Social Media Ecosystem – Hamsters, Owls, Frogs, Hyenas, and Ostriches

Social media mirrors the dynamic features of a natural ecosystem. Which niche you are going to fill? Here are four examples with loving snarkitude – feel free to add more in comments.

Hamsters constantly post small updates on every aspect of their life. Favorite habitats are Twitter and Facebook. They eat any small scrap of feedback up. Want to know what they had for dinner or what their kids did this afternoon? They will be spinning along on their wheel of self-absorption assuming the whole world is fascinated. If you are a dear friend or a family member I might be interested in this – in small doses. If you are an acquaintance – not so much.

Owls save their powder for long blog posts on their theory of life – posting infrequently but weighing down your RSS reader with dense prose. Favorite habitats are Blogger or their own bespoke blog. They eat spam comments by the barrel and sustain themselves on the infrequent genuine comment that validates their sense of importance. They sit on the Internet’s roof and hoot out who, how, and why? But really – why?

Frogs eat small meals all day long, hop around a lot, and don’t contribute much. They are quite flexible in habitat – able to survive in almost any media environment that has a steady stream of content. In search of sustenance they will be constantly moving between services scanning and clicking but never adding much to the conversation. Someone has to eat all those flies – but just remember what they flies themselves eat.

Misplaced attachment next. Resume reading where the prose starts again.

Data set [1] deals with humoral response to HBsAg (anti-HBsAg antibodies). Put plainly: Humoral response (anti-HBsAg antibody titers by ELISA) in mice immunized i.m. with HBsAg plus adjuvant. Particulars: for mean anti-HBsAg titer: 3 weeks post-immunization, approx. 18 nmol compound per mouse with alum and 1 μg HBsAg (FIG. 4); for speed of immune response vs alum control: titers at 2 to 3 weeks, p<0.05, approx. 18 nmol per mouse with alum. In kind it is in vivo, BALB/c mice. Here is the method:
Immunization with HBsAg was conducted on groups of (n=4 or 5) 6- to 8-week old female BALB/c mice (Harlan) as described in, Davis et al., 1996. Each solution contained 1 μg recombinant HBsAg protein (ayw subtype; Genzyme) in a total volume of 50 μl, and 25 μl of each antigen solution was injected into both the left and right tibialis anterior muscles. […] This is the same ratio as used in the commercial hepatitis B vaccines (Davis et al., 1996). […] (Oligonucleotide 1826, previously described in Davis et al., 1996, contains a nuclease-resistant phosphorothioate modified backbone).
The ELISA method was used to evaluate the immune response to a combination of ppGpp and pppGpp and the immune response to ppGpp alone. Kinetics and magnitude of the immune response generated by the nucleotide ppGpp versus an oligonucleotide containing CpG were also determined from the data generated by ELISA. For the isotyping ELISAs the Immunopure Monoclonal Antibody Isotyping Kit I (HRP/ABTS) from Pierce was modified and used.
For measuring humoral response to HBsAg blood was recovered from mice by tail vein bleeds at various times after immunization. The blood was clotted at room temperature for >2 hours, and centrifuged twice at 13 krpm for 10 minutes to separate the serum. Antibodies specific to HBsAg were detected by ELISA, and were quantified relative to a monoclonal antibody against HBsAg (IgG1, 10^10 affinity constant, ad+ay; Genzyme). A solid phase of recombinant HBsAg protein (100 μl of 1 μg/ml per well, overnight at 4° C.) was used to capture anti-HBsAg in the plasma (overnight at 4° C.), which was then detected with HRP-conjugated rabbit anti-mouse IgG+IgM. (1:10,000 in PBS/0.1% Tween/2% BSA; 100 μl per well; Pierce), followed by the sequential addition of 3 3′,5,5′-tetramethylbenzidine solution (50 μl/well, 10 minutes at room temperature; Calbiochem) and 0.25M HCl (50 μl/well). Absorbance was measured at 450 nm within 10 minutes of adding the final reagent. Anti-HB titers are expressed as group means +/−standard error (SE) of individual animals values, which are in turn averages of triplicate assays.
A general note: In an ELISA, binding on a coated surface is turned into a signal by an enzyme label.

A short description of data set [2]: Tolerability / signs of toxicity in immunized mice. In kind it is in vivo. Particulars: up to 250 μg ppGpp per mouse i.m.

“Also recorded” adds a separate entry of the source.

Hyenas are scavengers who constantly rebroadcast others’ content. Their habitats are YouTube, Scribd and other environments where pirated content flows freely. They eat the sweat of other people, adding a snarky sentence or two as needed. Copyright law is for suckers. The Lion King had their number.

Ostriches assume this whole thing is a fad and stick to their paper address book. Favorite habitat is the 1970’s. They eat Filofax pages and any bad news about social media. Most reporters at traditional media are Ostriches. Or Dodos. Extinction looms.

Most of us move around a bit – particularly as our social media perspective matures. Many people start as Hamsters and over time move to Owls or Frogs. Some dive in – discover they don’t like it one bit – and revert to Ostrich-hood.

Look at your own on-line interactions and assess which of these profiles you most resemble. Then ask if it is consistent with your values or if it is something you slipped into as a habit? You can evolve.